“I have been unable to escape this toil. If I had foreseen it, I think I would not have come East at all. The speech at New York, being within my calculation before I started, went off passably well and gave me no trouble whatever. The difficulty was to make nine others, before reading audiences who had already seen all my ideas in print."
An edition of Mr. Lincoln’s address was brought into print in September, 1860, by the Young Men’s Republican Union of New York, with notes by Charles C. Nott (later Colonel, and after the war Judge of the Court of Claims in Washington) and Cephas Brainerd. The publication of this pamphlet shows that as early as September, 1860, the historic importance and permanent value of this speech were fairly realised by the national leaders of the day. In the preface to the reprint, the editors say:
“The address is characterised by wisdom, truthfulness and learning ...From the first line to the last—from his premises to his conclusion, the speaker travels with a swift, unerring directness that no logician has ever excelled. His argument is complete and is presented without the affectation of learning, and without the stiffness which usually accompanies dates and details ...A single simple sentence contains a chapter of history that has taken days of labour to verify, and that must have cost the author months of investigation to acquire. The reader may take up this address as a political pamphlet, but he will leave it as an historical treatise—brief, complete, perfect, sound, impartial truth—which will serve the time and the occasion that called it forth, and which will be esteemed hereafter no less for its unpretending modesty than for its intrinsic worth."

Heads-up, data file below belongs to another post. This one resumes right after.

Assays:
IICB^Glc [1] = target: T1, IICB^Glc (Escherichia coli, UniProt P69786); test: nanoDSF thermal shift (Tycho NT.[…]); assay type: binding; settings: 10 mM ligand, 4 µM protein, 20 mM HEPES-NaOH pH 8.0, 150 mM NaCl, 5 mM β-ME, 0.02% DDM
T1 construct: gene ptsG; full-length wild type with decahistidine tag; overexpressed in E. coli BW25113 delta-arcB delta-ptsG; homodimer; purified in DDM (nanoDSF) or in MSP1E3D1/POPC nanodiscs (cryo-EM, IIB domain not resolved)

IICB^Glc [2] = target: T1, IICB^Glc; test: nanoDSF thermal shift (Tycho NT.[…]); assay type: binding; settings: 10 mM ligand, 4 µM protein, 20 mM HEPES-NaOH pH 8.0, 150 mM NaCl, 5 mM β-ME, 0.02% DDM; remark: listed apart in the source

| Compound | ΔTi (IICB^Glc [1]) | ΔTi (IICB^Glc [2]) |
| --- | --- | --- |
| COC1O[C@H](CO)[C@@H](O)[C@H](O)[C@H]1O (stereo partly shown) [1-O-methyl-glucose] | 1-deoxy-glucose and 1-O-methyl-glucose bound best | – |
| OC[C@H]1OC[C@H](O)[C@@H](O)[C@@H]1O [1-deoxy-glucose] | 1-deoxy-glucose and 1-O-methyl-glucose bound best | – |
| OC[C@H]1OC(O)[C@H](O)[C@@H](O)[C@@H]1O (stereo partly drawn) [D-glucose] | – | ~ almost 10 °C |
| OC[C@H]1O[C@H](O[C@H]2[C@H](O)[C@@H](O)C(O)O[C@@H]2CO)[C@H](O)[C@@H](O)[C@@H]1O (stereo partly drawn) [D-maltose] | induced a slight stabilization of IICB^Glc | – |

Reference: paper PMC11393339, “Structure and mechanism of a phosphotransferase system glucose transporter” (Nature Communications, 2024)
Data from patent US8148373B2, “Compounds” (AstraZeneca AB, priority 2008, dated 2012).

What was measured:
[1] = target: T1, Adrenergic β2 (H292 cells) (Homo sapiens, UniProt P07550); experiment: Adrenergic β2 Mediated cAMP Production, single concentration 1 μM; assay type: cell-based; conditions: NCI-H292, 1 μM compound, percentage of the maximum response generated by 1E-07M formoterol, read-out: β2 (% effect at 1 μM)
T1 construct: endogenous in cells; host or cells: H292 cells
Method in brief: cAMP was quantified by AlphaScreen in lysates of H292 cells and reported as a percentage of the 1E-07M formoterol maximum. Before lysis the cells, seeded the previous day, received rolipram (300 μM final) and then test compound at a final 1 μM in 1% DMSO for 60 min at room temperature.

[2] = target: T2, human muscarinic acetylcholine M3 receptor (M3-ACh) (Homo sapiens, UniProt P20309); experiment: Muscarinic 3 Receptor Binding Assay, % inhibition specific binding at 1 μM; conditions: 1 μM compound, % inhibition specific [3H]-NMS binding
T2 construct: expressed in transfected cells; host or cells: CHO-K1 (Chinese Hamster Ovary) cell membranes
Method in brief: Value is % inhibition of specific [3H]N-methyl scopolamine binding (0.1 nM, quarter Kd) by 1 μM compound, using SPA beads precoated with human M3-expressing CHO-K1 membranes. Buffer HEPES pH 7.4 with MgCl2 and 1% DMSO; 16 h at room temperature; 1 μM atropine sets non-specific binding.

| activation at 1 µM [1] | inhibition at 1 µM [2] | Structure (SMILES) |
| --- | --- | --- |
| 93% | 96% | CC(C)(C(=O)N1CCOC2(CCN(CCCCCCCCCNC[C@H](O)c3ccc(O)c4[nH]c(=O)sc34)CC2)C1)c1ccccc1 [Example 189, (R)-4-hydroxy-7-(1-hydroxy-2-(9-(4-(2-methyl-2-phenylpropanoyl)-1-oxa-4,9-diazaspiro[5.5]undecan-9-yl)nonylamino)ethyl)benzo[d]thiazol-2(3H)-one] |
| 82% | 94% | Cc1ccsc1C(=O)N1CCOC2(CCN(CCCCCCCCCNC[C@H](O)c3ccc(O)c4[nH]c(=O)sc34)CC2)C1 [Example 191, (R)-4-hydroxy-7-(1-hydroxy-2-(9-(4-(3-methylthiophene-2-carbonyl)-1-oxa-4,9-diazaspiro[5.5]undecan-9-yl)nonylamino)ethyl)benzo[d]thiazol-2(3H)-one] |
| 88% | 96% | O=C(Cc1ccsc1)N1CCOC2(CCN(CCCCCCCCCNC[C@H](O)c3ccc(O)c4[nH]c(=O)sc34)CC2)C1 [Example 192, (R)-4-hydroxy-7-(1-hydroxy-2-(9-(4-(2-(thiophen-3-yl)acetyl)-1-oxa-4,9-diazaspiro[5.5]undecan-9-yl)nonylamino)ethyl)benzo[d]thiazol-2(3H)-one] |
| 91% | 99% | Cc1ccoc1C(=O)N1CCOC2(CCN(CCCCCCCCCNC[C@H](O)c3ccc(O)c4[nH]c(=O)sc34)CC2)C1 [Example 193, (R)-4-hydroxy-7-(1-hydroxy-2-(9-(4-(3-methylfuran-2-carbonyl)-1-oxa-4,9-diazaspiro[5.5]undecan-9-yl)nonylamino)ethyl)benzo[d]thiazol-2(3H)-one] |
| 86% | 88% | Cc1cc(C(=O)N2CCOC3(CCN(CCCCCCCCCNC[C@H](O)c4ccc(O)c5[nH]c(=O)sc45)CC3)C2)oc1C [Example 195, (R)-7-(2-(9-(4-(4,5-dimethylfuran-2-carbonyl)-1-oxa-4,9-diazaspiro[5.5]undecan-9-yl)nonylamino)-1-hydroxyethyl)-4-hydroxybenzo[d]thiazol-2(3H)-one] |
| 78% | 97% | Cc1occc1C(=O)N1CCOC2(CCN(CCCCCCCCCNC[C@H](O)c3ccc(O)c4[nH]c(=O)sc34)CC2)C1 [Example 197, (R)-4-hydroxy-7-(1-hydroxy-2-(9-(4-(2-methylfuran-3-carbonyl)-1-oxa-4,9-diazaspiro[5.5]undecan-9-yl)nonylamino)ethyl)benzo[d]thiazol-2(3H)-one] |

Horace White, who was himself present at the Chicago Convention, writes (in 1909) as follows:
“To anybody looking
back at the Republican National Convention of
1860, it must be plain that there were only two men who had any
chance of being nominated for President.
“These were Lincoln and Seward. I was present at the Convention as a spectator and I knew this fact at the time, but it seemed to me at the beginning that Seward’s chances were the better. One third of the delegates of Illinois preferred Seward and expected to vote for him after a few complimentary ballots for Lincoln. If there had been no Lincoln in the field, Seward would certainly have been nominated and then the course of history would have been very different from what it was, for if Seward had been nominated and elected there would have been no forcible opposition to the withdrawal of such States as then desired to secede. And as a consequence the Republican party would have been rent in twain and disabled from making effectual resistance to other demands of the South.
“It was Seward’s conviction that the policy of non-coercion would have quieted